Our findings show that some patterns of email use are associated with lower perceived productivity and higher stress. The longer daily duration spent on email, the lower the assessed productivity and the higher the stress. With high email use, people who chose when to self-interrupt to deal with email, and “Batchers”, people who cluster email use, assessed their productivity higher at the end of the day compared to those who check email triggered by email notifications, and to those who check email consistently. To our knowledge, our study is the first in situ multi-method investigation of email activity, workplace outcomes and stress. Our results lay ground for future theoretical exploration of these effects, and provide valuable practical lessons for organizations and knowledge workers.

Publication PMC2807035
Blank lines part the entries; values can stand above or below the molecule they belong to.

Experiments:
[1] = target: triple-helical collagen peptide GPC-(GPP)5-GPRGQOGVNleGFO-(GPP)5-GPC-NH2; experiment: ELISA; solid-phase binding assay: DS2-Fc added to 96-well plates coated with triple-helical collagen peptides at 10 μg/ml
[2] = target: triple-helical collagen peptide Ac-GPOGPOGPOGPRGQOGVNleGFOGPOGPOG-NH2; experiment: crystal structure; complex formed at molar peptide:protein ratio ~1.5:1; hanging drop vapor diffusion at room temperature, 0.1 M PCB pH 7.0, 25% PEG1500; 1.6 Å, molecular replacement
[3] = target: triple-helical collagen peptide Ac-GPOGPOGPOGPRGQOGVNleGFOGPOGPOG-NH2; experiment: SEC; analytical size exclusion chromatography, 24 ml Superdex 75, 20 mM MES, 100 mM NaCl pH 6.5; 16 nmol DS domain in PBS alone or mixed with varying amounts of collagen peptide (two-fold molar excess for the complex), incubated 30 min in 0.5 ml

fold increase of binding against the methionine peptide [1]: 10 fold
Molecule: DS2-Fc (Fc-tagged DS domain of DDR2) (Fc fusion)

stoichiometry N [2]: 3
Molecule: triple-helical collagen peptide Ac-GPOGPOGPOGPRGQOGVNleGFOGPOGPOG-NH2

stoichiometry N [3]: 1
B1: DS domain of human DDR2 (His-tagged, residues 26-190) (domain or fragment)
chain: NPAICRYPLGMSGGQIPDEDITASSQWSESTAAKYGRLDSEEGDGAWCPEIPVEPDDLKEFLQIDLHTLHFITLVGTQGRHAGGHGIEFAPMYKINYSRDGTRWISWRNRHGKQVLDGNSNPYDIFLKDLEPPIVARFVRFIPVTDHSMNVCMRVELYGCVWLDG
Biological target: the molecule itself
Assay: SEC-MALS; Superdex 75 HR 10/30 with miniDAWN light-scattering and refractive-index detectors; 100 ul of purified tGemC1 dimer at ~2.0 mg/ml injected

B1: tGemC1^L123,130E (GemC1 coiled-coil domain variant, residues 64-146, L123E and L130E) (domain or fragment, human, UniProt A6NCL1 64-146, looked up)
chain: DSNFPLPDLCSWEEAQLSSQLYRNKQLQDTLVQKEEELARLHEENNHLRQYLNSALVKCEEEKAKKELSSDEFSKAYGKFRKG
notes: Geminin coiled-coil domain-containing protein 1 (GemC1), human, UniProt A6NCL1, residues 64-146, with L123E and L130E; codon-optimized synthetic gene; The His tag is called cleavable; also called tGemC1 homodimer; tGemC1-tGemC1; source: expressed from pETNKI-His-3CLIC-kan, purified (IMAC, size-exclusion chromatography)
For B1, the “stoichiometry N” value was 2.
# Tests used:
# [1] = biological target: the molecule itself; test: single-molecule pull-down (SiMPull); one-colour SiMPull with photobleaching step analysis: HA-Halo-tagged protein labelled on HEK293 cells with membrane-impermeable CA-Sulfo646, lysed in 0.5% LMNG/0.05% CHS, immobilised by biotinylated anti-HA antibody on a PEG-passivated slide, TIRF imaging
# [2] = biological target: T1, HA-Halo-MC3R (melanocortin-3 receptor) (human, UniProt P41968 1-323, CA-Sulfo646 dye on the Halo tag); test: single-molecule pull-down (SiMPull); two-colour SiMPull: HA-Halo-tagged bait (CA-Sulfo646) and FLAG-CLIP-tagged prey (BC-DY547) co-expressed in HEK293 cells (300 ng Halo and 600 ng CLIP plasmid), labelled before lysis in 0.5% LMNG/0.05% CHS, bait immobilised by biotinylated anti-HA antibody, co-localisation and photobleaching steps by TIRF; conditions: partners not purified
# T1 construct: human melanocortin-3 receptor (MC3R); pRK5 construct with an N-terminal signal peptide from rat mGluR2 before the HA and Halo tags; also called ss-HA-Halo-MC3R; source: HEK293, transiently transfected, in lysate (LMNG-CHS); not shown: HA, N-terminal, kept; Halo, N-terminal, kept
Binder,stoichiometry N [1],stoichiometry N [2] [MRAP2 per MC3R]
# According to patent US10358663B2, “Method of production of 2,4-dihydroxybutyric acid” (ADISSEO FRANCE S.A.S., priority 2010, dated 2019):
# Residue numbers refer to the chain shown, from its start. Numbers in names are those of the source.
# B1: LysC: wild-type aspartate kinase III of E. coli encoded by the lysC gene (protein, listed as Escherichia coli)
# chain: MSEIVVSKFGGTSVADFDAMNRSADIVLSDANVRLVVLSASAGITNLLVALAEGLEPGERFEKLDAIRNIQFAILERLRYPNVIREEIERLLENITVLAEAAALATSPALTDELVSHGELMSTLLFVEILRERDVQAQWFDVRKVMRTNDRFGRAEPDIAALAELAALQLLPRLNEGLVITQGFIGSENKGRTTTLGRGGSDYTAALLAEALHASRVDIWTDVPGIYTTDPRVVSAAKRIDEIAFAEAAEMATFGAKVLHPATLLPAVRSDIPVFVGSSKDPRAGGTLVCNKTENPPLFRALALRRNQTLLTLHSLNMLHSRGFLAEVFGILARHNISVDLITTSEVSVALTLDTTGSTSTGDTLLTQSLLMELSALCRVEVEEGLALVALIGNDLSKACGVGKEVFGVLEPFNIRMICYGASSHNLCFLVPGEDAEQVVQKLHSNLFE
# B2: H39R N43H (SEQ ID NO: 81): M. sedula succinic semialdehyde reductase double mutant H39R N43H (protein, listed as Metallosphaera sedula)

Resource Author: Gloria Mark, Shamsi T. Iqbal, Mary Czerwinski, Paul Johns, Akane SanoResource Date: 05/07/2016Resource Name: Proceedings of ACM CHI 2016, ACM PressURL: Link to Source Article or Site